This work describes U.S. Marine Corps helicopter operations, including their actions and evolution, throughout the Vietnam War. The book is divided into parts spanning the three stages of the Corps’ combat deployment: “Buildup (1962–1966),” “Heavy Combat (1967–1969),” and “The Bitter End (1975).” Each part includes chapters devoted to “telling the story” of Marine helicopters from the individual to the strategic level.
Vietnam has often been called our “first helicopter war,” and indeed the U.S. Marine Corps, as well as Army, had to feel its way forward during the initial combats. But by 1967 the combat was raging across South Vietnam, with confrontational battles against the NVA, on a scale comparable to the great campaigns of WWII. In 1968, when the Communists launched their mammoth counteroffensive, the Marines were forced to fight on all sides, with the helicopter giving them the additional dimension that proved decisive in repelling the enemy.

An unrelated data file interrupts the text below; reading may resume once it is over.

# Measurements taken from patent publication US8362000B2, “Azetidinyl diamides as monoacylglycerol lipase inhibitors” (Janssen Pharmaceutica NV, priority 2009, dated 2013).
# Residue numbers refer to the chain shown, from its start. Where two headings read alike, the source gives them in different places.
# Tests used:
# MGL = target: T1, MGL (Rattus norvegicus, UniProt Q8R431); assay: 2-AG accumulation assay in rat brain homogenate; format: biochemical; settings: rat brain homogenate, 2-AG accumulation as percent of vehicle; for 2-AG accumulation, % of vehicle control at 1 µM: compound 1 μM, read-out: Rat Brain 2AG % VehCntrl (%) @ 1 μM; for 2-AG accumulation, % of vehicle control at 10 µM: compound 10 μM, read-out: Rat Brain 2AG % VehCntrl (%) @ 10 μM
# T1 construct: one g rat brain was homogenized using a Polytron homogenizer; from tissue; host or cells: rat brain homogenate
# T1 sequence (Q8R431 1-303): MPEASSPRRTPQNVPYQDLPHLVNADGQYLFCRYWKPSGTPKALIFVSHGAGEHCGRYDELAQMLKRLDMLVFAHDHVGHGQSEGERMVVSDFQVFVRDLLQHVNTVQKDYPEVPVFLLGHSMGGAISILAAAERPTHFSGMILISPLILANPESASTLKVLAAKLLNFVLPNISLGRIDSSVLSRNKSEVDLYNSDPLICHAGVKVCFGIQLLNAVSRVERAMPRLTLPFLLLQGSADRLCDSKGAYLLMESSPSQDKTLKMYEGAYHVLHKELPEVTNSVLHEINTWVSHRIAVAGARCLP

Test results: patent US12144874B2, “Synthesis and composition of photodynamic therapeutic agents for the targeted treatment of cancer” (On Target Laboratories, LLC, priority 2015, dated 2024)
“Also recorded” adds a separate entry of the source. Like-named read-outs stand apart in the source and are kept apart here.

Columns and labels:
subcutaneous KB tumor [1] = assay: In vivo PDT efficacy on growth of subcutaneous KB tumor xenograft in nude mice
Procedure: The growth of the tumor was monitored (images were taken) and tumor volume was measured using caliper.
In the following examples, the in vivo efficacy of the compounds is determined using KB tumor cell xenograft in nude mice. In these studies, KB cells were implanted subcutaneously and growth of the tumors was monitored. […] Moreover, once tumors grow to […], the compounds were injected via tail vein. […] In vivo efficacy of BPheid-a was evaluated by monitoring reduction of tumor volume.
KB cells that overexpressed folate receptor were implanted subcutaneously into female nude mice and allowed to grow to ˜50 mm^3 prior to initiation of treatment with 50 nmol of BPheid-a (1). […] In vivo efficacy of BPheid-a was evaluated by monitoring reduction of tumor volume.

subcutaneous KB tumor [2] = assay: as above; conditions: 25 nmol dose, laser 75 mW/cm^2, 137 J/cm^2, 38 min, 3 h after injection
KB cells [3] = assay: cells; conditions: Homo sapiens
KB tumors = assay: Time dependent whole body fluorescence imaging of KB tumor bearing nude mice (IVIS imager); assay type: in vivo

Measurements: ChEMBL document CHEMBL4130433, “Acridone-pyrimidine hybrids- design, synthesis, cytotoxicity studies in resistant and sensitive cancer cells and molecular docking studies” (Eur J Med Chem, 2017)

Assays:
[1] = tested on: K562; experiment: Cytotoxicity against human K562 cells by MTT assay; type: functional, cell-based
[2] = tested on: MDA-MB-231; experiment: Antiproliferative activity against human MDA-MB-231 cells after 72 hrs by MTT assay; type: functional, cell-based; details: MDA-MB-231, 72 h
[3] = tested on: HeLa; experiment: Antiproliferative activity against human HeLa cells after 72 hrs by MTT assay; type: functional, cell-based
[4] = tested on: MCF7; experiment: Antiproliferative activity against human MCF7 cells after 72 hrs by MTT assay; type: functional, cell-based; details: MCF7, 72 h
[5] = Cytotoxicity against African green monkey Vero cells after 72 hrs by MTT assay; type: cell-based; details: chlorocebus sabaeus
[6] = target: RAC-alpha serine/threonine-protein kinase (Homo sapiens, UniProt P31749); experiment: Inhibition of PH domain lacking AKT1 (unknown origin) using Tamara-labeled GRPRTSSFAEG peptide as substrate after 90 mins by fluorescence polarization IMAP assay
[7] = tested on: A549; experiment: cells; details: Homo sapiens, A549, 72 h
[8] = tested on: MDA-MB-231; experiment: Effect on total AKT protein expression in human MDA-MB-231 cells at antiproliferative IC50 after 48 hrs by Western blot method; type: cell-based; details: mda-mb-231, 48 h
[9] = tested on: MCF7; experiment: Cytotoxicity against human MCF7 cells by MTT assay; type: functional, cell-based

The author, a Vietnam veteran, uses his experiences as a company commander to bring the story to life by weaving personal accounts, after-action reports and official documents into a remarkably readable narrative of service and sacrifice by Marine pilots and crewmen. The entire story of the war is here depicted through the prism of Marine helicopter operations, from the first deployments to support the Army of the Republic of Vietnam (ARVN) against the Viet Cong through the rapid United States buildup to stop the North Vietnamese Army, until the final withdrawal from our Embassy.
Colonel Dick Camp, a Purple Heart recipient, served 26 years in the U.S. Marine Corps before retiring in 1988. Upon retirement he served as the Deputy Director, U.S. Marine Corps History Division and as the Marine Corps Heritage Foundation, Vice President for Museum Operations at the National Museum of the Marine Corps, Quantico, Virginia. Currently residing in Fredericksburg, Virginia, he is the author of ten books and over 100 magazine articles on various military related subjects.